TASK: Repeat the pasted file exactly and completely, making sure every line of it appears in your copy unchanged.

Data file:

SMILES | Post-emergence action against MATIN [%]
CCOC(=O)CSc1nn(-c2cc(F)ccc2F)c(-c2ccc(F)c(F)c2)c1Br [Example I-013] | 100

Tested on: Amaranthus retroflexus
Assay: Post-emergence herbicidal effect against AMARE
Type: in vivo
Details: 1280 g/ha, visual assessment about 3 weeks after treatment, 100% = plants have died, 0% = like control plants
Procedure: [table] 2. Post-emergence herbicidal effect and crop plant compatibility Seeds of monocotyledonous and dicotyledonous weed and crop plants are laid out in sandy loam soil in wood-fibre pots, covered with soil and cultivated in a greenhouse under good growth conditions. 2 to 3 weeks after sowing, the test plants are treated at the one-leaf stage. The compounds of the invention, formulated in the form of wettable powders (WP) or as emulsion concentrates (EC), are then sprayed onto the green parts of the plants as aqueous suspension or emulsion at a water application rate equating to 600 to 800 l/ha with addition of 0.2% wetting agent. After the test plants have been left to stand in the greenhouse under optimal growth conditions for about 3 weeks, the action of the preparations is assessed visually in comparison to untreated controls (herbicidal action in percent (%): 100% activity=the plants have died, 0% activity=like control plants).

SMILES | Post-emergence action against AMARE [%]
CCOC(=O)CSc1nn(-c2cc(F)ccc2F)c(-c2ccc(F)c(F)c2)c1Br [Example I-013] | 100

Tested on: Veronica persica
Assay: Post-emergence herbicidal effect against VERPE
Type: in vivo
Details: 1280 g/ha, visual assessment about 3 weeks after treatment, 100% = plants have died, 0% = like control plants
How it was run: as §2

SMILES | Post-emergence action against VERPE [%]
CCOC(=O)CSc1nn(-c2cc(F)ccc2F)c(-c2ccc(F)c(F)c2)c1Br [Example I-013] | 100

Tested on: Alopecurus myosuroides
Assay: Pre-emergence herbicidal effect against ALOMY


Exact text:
SMILES | Post-emergence action against MATIN [%]
CCOC(=O)CSc1nn(-c2cc(F)ccc2F)c(-c2ccc(F)c(F)c2)c1Br [Example I-013] | 100

Tested on: Amaranthus retroflexus
Assay: Post-emergence herbicidal effect against AMARE
Type: in vivo
Details: 1280 g/ha, visual assessment about 3 weeks after treatment, 100% = plants have died, 0% = like control plants
Procedure: [table] 2. Post-emergence herbicidal effect and crop plant compatibility Seeds of monocotyledonous and dicotyledonous weed and crop plants are laid out in sandy loam soil in wood-fibre pots, covered with soil and cultivated in a greenhouse under good growth conditions. 2 to 3 weeks after sowing, the test plants are treated at the one-leaf stage. The compounds of the invention, formulated in the form of wettable powders (WP) or as emulsion concentrates (EC), are then sprayed onto the green parts of the plants as aqueous suspension or emulsion at a water application rate equating to 600 to 800 l/ha with addition of 0.2% wetting agent. After the test plants have been left to stand in the greenhouse under optimal growth conditions for about 3 weeks, the action of the preparations is assessed visually in comparison to untreated controls (herbicidal action in percent (%): 100% activity=the plants have died, 0% activity=like control plants).

SMILES | Post-emergence action against AMARE [%]
CCOC(=O)CSc1nn(-c2cc(F)ccc2F)c(-c2ccc(F)c(F)c2)c1Br [Example I-013] | 100

Tested on: Veronica persica
Assay: Post-emergence herbicidal effect against VERPE
Type: in vivo
Details: 1280 g/ha, visual assessment about 3 weeks after treatment, 100% = plants have died, 0% = like control plants
How it was run: as §2

SMILES | Post-emergence action against VERPE [%]
CCOC(=O)CSc1nn(-c2cc(F)ccc2F)c(-c2ccc(F)c(F)c2)c1Br [Example I-013] | 100

Tested on: Alopecurus myosuroides
Assay: Pre-emergence herbicidal effect against ALOMY